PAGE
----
N I G E L M A R S H P H O T O G R A P H Y
U N D E R W A T E R I M A G E S A N D A R T I C L E S
THE MAGIC OF MERIMBULA WHARF
By Nigel Marsh
The south coast of New South Wales has some of the best shore diving sites in Australia. Many of these sites are simple beach entries, but some of the best require you to scrabble over slippery rocks and are known as ‘rock hops’. One of my favourite rock hops is the wonderful Merimbula Wharf.
Merimbula is a lovely holiday town 440km south of Sydney, and almost the same distance from Melbourne. It may be a little too far from both cities for a weekend dive trip, but it is the perfect destination for a long weekend or even longer.
While you can explore Merimbula from a boat, with local dive shop Merimbula Divers Lodge offering charters and accommodation, but each time I visit the area I have found the shore diving to be so additive that I don’t have the inclination to jump on a dive boat. And it was no different on a recent visit in June when I introduced the area to an old mate, Stuart Ireland, one of Australia’s leading videographers. Stuart and I are currently working together on a series of short videos that showcase the best of Underwater Australia, and we were hoping to capture some great footage of all the wonderful endemic species of Merimbula.
The premier shore dive in the area is Merimbula Wharf, and while you can dive under the wharf, the adjacent rocky reef is the big attraction. This site is a classic rock hop, and while usually sheltered from the swell, it is always best to assess the conditions as entry and exits can be a little tricky for inexperienced divers. With light winds, no swell and clear blue water we had perfect conditions to explore this magic dive site.
Once in the water, a challenge with two large camera housings, we were pleasantly surprised to find the visibility over 20m, the best I had seen at Merimbula Wharf. We quickly found ourselves on a pretty rocky reef covered in sponges, tube worms and soft corals. We followed the reef deeper as it dropped in two steps down to 14m. Here the sponge garden is coloured by sea tulips, gorgonians and a variety of sponges. It didn’t take long for the resident reef fish to find us, and we were soon surrounded by blue gropers, leatherjackets, damsels and a variety of wrasse species.
As tempting as the rocky reef was, we decided to head out over the sand, as this is where some of Merimbula’s most interesting species are found. At first the sand looked quite barren, but then we spotted dozens of stingarees and flatheads. We also encountered a large smooth stingray resting on the sand, found a number of beautiful sea pens, saw schools of silver trevally and yellowtail feeding and also spotted a Port Jackson shark and an eastern stargazer. We then returned to the rocky reef and ended the dive under the wharf, which is only 2m deep, watching two of the resident smooth stingrays patrolling between the pylons.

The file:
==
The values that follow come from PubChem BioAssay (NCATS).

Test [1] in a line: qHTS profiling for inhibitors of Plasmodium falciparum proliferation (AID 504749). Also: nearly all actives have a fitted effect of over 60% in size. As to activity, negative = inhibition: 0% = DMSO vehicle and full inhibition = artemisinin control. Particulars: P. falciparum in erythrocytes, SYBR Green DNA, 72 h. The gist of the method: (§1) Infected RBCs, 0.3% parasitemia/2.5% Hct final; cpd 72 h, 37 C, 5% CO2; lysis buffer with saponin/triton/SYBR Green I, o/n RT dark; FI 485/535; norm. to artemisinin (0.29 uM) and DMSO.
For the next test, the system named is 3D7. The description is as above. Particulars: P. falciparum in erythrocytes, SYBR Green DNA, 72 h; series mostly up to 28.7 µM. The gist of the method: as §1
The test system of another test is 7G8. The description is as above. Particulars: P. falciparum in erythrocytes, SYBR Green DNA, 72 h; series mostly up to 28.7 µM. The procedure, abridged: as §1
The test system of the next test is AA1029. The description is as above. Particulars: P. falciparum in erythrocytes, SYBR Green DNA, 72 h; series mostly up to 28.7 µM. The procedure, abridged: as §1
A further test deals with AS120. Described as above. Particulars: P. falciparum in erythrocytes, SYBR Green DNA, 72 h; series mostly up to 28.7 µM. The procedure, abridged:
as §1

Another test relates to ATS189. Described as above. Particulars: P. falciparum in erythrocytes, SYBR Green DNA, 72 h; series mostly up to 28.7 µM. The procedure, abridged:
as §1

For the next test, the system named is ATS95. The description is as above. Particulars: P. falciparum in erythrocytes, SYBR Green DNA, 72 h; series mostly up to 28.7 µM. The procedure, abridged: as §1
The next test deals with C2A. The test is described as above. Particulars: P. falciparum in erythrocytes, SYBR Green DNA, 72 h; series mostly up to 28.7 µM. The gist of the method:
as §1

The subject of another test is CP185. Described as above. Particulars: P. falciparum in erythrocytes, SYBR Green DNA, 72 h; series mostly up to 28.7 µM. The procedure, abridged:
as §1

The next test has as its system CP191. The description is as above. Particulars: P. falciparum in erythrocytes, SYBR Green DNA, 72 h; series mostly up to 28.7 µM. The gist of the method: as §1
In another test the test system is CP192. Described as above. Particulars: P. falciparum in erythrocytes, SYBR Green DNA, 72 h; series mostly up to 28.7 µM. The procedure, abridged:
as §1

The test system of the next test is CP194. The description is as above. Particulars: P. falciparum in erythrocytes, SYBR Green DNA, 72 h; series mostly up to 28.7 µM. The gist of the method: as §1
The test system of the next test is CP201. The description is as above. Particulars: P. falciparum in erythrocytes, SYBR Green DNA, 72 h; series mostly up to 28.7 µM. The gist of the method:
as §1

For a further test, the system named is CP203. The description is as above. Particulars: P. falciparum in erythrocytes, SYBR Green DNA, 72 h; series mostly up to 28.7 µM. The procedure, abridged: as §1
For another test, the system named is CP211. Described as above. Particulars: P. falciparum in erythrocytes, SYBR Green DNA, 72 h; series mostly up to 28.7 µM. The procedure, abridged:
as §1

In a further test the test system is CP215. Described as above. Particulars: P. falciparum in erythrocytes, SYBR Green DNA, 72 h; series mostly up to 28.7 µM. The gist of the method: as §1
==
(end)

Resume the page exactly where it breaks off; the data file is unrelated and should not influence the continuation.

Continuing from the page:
For our next dive we explored the rocky reef into deeper water, well 16m away. Here the sponge gardens were even better and for most of the dive we were surrounded by a school of yellowtail. This wonderful rocky reef has fascinating terrain, with ridges, gutters, ledges and crevasses to explore. Everywhere we looked we found subjects for our cameras; giant cuttlefish, Sydney octopus, green moray eels, old wives, long-snouted boarfish, scorpionfish and even a blue-lined octopus. But a highlight for me was a cute crested hornshark, the much rarer cousin of the common Port Jackson shark.
Over the next two days we did four more dives at this amazing wharf, each time exploring a new area and finding a host of wonderful marine life. On these dives we found coffin rays, banded wobbegongs, a gurnard perch and more Port Jackson sharks and friendly blue gropers. But the surprises kept coming too. On one dive we found a large cowtail stingray resting on the sand. This tropical species is generally not found south of Coffs Harbour. We also found a small green turtle cruising over the seagrass beds. While turtles are occasionally seen this far south over the summer months this was an unexpected sight in winter, especially with the water temperature only 16°C.
However the biggest surprised came on our last dive when we found a rare Melbourne skate lazing on the bottom. This huge ray, easily 1.5m wide, is endemic to Australia’s southern waters, and occasionally seen off Melbourne. I have dived Melbourne many times hoping to encounter one of these impressive rays, but never expected to see my first one off Merimbula. I can tell you I had a smile on my face for the entire day.
After six incredible dives at Merimbula Wharf we had only explored a small portion of this large dive site. And I forgot to mention the humpback whale that cruised over the site, just after we surfaced!
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